Promoting access to and use of clean and safe water to stop hepatitis EPosted on by
My name is Dr. Matthew Goers, an Epidemic Intelligence Service (or EIS) officer with CDC’s Division of Global Health Protection. Our division works with other countries and international organizations to respond to international disasters, disease outbreaks, and humanitarian crises. In September of 2017, Namibia began reporting sporadic cases of acute jaundice, abdominal pain, and fatigue. These cases were later confirmed to be due to the hepatitis E virus, and by December 2017, the Namibian Ministry of Health and Social Services declared an outbreak of hepatitis E.
Hepatitis E is an enteric disease, meaning that it is caused by an intestinal infection. Because it is often found in water sources contaminated with fecal matter, the disease can spread more rapidly in areas without adequate sanitation. In Namibia, the majority of cases have been reported from informal settlements surrounding Namibia’s capital of Windhoek, but cases have now been reported in all but one of the regions in the country. These areas have limited access to piped water or latrines, making it harder to maintain adequate hygiene or sanitation.
Our team was invited by the Ministry of Health and Social Services to Namibia to support national epidemiology staff and strengthen the outbreak response. By 2018, most cases were centered in two informal settlements surrounding Windhoek as well as a settlement outside of Swakopmund in the west of the country. Under the leadership of the Ministry of Health and Social Services and along with partners such as UNICEF, and WHO, we reviewed the country’s hepatitis E surveillance activities and were able to create a standardized national list of cases to help with reporting. In addition, through implementing a standardized clinic reporting form, we helped to improve data collection methods and the national surveillance process was further streamlined. One clinic even reported 200 additional cases of hepatitis E as a result of these changes.
We also helped the Ministry of Health and Social Services to conduct a knowledge, attitudes, and practice (or KAP) survey in the informal settlements near Windhoek. This survey sought to learn what the community knows about how the disease is spread, perceptions of sanitation and healthcare, and the effectiveness of local messages on hygiene. Chlorine levels in the water supply were also tested and handwashing water was examined for hepatitis E virus. One sample from basins tested positive for hepatitis E. This is concerning because results from the survey suggests that approximately 60% of the people in the area wash hands using a communal basin. Furthermore, almost half of the people we interviewed reported they frequently or occasionally used open fields to defecate.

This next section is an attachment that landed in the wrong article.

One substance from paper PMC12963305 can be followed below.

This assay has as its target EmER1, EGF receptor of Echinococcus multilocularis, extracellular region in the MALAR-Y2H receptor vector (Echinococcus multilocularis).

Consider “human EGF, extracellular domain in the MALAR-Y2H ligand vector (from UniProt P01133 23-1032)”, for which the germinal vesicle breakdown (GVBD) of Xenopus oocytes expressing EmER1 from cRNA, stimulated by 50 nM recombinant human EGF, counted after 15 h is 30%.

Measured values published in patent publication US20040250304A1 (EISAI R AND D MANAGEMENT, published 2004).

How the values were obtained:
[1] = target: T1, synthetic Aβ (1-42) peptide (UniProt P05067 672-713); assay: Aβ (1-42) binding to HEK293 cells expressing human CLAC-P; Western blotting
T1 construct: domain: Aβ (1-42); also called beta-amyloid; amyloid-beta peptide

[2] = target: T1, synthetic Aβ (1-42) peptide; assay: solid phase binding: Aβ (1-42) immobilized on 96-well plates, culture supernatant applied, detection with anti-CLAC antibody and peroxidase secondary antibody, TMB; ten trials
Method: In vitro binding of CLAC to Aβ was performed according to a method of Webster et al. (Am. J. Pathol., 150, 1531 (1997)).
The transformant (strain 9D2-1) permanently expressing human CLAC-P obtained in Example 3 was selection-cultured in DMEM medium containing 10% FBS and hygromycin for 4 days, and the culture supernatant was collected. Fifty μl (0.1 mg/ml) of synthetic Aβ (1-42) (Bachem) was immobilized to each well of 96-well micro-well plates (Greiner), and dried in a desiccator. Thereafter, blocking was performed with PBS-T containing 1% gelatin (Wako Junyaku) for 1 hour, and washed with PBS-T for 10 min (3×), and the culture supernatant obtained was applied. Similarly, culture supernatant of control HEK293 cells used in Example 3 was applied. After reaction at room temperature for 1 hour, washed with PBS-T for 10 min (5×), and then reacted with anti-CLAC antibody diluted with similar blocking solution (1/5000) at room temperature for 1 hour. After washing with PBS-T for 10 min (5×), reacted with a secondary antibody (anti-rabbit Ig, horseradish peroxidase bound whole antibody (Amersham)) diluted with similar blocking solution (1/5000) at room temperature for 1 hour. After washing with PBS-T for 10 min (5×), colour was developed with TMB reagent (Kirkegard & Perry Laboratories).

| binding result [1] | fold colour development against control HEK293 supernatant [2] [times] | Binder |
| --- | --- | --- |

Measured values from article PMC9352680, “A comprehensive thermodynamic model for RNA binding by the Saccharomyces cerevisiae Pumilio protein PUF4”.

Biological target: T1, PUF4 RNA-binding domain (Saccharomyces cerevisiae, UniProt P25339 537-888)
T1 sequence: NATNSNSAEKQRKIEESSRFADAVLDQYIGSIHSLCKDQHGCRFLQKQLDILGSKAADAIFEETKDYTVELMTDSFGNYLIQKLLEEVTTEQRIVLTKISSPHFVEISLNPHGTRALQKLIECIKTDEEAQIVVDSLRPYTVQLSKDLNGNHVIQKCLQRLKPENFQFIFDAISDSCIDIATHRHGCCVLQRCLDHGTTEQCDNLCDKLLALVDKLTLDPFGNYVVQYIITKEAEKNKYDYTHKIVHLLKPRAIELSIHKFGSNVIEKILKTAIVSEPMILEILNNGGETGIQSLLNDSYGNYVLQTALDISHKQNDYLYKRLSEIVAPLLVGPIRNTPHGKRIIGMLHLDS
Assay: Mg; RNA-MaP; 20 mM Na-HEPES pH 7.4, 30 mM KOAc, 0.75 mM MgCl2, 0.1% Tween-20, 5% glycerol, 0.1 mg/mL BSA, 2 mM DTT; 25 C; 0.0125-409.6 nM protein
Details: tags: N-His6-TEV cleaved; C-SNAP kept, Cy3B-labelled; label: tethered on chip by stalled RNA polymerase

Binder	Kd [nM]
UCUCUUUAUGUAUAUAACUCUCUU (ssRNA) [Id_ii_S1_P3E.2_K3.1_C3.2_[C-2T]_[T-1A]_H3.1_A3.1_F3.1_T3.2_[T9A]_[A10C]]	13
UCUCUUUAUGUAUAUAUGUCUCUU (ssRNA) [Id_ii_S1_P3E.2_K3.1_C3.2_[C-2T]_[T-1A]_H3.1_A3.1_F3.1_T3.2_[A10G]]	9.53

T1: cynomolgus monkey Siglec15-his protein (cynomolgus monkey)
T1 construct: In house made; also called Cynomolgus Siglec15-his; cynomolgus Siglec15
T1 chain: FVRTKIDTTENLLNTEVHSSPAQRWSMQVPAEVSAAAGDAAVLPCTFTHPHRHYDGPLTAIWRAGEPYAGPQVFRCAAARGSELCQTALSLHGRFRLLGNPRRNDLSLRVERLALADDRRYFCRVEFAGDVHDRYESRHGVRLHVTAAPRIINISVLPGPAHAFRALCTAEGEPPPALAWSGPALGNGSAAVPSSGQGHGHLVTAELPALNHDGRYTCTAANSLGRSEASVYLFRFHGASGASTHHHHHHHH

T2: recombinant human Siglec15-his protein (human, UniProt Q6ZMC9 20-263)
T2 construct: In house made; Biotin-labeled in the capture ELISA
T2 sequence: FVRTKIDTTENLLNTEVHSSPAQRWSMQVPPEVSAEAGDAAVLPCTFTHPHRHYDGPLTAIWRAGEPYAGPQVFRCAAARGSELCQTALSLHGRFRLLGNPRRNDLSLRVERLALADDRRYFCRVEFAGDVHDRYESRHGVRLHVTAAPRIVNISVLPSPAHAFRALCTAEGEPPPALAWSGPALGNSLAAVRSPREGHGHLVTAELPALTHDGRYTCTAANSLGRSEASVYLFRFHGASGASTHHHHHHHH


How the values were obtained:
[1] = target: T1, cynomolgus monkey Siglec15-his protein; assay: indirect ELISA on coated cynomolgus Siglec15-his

Based on the survey results, we suggested a number of recommendations. First, hygiene messages and campaigns should encourage people to use running water during handwashing and discourage re-using basin water. Second, Windhoek could consider additional chlorine to their municipal water supply, and water quality at these tap stands should be monitored periodically by the city. Third, the Ministry of Health should promote covering of water containers in the home and the use of narrow neck containers to prevent contamination. Most importantly, we recommended to increase latrine construction in the informal areas to decrease open defecation.
We at CDC work in partnership with countries and organizations worldwide to strengthen capacity to provide safely treated water, monitor waterborne disease outbreaks, and ensure access to water for the most vulnerable. Everyone should have the chance to lead a healthy life, and we can help people achieve this through promoting access to and use of clean and safe water.